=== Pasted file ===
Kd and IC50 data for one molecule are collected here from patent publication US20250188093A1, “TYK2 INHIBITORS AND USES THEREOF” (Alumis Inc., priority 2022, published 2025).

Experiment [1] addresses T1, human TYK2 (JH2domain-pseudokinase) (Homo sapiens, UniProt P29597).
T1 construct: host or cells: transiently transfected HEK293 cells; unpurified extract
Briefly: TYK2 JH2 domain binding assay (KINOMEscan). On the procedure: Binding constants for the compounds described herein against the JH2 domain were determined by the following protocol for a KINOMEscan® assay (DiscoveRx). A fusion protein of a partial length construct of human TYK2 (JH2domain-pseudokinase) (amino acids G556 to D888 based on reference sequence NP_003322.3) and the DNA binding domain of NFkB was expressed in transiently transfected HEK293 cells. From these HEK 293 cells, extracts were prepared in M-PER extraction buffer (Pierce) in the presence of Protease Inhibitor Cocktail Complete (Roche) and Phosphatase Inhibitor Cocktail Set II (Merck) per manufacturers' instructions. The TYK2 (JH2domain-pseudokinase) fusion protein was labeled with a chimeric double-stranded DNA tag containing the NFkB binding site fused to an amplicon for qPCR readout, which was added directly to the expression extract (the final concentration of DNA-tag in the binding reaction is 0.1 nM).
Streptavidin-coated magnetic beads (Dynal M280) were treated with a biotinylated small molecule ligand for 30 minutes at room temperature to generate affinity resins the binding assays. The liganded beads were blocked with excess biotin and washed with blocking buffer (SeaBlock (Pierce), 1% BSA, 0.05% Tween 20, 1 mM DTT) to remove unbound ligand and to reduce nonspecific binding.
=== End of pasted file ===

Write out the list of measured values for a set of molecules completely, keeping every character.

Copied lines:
Kd and IC50 data for one molecule are collected here from patent publication US20250188093A1, “TYK2 INHIBITORS AND USES THEREOF” (Alumis Inc., priority 2022, published 2025).

Experiment [1] addresses T1, human TYK2 (JH2domain-pseudokinase) (Homo sapiens, UniProt P29597).
T1 construct: host or cells: transiently transfected HEK293 cells; unpurified extract
Briefly: TYK2 JH2 domain binding assay (KINOMEscan). On the procedure: Binding constants for the compounds described herein against the JH2 domain were determined by the following protocol for a KINOMEscan® assay (DiscoveRx). A fusion protein of a partial length construct of human TYK2 (JH2domain-pseudokinase) (amino acids G556 to D888 based on reference sequence NP_003322.3) and the DNA binding domain of NFkB was expressed in transiently transfected HEK293 cells. From these HEK 293 cells, extracts were prepared in M-PER extraction buffer (Pierce) in the presence of Protease Inhibitor Cocktail Complete (Roche) and Phosphatase Inhibitor Cocktail Set II (Merck) per manufacturers' instructions. The TYK2 (JH2domain-pseudokinase) fusion protein was labeled with a chimeric double-stranded DNA tag containing the NFkB binding site fused to an amplicon for qPCR readout, which was added directly to the expression extract (the final concentration of DNA-tag in the binding reaction is 0.1 nM).
Streptavidin-coated magnetic beads (Dynal M280) were treated with a biotinylated small molecule ligand for 30 minutes at room temperature to generate affinity resins the binding assays. The liganded beads were blocked with excess biotin and washed with blocking buffer (SeaBlock (Pierce), 1% BSA, 0.05% Tween 20, 1 mM DTT) to remove unbound ligand and to reduce nonspecific binding.